Postal Regulatory Commission finds process in need of fixes
Washington, Feb 16 – Congressman Bill Owens (NY-23) joined over 100 of his colleagues in the U.S. House of Representatives in asking Postmaster General Patrick R. Donahoe to place a moratorium on the USPS’s discontinuance process leading to post office and mail processing facility closures until problems identified with the process are resolved. Recently, the Postal Regulatory Commission (PRC) reviewed the Postal Service’s Retail Access Optimization Initiative (RAOI), which is being used as the basis for the possible closure of more than 3,600 post offices and 250 mail processing centers, and found several major flaws. As a result of these problems, the PRC and Members of Congress have expressed concerns that many post offices and mail processing facilities will – or have already been – improperly closed.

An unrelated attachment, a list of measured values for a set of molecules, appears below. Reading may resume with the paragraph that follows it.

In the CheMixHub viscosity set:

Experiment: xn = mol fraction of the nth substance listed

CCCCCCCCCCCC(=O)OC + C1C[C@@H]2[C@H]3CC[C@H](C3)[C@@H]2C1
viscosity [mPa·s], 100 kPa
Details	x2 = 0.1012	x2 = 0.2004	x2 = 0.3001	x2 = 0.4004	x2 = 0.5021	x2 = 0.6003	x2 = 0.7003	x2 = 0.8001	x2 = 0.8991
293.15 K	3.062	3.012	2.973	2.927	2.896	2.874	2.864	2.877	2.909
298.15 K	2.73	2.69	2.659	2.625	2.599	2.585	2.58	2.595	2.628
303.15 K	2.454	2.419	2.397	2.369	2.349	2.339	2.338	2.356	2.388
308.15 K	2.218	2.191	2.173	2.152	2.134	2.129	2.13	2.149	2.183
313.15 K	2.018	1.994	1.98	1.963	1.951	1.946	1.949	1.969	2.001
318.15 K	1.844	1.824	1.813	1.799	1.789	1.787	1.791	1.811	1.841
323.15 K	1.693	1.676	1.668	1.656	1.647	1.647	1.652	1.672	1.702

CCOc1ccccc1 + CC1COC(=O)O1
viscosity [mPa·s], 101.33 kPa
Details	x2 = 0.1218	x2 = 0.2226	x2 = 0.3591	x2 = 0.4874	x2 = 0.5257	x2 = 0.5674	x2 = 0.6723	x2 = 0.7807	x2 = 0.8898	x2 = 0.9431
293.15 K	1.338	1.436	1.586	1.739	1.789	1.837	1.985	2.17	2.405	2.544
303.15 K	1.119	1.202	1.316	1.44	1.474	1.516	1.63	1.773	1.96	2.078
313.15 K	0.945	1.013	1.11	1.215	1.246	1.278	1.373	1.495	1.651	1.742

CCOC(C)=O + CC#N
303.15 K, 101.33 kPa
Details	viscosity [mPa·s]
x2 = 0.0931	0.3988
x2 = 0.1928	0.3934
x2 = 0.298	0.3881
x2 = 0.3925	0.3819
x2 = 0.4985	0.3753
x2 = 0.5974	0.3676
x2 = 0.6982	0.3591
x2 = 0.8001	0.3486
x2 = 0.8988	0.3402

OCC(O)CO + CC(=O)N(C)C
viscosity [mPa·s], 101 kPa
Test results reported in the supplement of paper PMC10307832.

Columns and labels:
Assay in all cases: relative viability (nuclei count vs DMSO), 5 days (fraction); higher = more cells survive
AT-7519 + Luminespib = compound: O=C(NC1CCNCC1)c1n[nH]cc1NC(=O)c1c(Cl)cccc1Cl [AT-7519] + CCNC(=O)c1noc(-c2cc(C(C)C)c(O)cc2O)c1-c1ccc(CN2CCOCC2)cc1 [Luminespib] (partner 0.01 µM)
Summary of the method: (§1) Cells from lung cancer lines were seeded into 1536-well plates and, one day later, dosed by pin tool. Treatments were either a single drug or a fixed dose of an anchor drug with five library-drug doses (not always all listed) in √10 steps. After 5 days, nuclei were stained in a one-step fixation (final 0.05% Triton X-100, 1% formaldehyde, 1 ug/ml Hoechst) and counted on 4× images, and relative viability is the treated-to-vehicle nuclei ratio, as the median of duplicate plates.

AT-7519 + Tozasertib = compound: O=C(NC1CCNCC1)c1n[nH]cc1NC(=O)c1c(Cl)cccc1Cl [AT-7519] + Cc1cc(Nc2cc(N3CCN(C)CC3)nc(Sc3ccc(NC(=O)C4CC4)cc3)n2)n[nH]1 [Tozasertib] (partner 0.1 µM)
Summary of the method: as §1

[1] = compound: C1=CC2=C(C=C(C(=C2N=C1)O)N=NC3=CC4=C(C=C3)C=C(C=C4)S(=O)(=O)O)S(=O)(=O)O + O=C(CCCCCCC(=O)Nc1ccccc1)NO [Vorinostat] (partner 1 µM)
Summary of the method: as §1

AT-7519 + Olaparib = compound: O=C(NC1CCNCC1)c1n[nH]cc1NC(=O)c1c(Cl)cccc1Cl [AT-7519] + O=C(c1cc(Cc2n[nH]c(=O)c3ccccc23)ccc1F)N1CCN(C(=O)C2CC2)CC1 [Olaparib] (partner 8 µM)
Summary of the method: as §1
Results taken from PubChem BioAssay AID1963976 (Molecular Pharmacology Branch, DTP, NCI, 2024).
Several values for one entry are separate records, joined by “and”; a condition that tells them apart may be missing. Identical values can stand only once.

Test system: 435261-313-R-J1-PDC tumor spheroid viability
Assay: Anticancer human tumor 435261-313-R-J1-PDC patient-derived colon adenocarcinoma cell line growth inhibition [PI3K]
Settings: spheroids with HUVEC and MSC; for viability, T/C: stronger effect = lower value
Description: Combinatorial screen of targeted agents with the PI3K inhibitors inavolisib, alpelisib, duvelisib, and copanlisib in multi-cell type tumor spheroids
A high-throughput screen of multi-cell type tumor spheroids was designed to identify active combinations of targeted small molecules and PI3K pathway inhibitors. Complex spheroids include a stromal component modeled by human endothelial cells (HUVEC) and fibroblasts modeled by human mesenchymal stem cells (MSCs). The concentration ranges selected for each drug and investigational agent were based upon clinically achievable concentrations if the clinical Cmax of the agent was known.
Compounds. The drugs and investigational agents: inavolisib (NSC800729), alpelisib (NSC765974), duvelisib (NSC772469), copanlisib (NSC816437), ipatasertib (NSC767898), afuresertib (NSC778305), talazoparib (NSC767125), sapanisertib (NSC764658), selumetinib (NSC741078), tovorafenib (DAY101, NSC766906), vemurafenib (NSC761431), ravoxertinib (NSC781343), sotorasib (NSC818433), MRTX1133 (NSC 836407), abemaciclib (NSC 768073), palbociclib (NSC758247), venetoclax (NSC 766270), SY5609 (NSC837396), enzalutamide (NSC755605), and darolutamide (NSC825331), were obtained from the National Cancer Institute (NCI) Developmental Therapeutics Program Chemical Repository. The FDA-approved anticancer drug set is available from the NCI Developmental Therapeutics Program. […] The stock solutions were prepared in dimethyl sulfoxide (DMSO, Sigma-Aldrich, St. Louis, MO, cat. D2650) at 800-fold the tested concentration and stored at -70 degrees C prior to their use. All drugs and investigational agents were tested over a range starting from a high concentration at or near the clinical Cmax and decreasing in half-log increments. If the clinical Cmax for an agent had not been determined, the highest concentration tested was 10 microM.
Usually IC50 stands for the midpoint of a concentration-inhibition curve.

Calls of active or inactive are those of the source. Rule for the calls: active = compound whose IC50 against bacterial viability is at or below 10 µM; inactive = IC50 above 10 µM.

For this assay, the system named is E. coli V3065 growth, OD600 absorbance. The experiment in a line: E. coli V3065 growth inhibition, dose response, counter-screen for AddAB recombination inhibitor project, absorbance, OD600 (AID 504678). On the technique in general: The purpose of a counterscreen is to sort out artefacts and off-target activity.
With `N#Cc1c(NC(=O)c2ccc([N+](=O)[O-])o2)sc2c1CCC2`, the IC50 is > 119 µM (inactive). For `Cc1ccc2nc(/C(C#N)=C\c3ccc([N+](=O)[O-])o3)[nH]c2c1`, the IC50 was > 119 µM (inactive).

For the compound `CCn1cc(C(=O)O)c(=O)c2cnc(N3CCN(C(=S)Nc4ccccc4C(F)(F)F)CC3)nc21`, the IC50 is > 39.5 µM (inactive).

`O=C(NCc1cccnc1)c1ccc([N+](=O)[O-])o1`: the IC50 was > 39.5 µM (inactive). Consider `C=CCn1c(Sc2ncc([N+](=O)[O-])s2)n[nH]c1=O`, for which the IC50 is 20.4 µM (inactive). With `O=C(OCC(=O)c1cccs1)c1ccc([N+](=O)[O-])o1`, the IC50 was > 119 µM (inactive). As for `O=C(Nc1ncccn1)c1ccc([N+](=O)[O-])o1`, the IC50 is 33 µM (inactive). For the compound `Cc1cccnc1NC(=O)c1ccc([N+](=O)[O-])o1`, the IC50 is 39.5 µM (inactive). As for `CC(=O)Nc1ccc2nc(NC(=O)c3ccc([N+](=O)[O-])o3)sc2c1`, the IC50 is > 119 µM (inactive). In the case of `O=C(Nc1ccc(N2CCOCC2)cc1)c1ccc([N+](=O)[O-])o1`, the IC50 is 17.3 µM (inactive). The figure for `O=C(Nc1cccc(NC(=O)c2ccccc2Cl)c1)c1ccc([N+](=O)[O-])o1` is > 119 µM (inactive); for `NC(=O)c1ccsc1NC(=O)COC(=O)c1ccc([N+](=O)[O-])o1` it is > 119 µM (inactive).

“I have long been against the shuttering of postal facilities because Washington bureaucrats do not understand the impact that these closures have on rural communities,” said Owens. “The PRC has raised serious concerns that need to be addressed and fixed before closure studies continue. As we look to streamline the postal service and keep it solvent, we need to be certain that we’re working off a study more accurate than the one currently being utilized.”
The USPS recently issued a moratorium on post office and mail processing facility closures through May 15, 2012. However, the moratorium only affects the actual closure of facilities and allows closure studies to continue.
There are 38 post offices and one mail processing facility that are under threat of closure in New York’s 23rd Congressional District and, with a flawed RAOI, it is possible many may have been improperly identified for closure.
In December, Owens introduced legislation to preserve vital postal services and cut costs by requiring the USPS to review and consider co-locating post offices at retail facilities and municipal buildings. The bill would include post offices that have already closed and those still under threat of closure.
The letter, signed by Owens and 110 of his colleagues, lists the problems found by the PRC.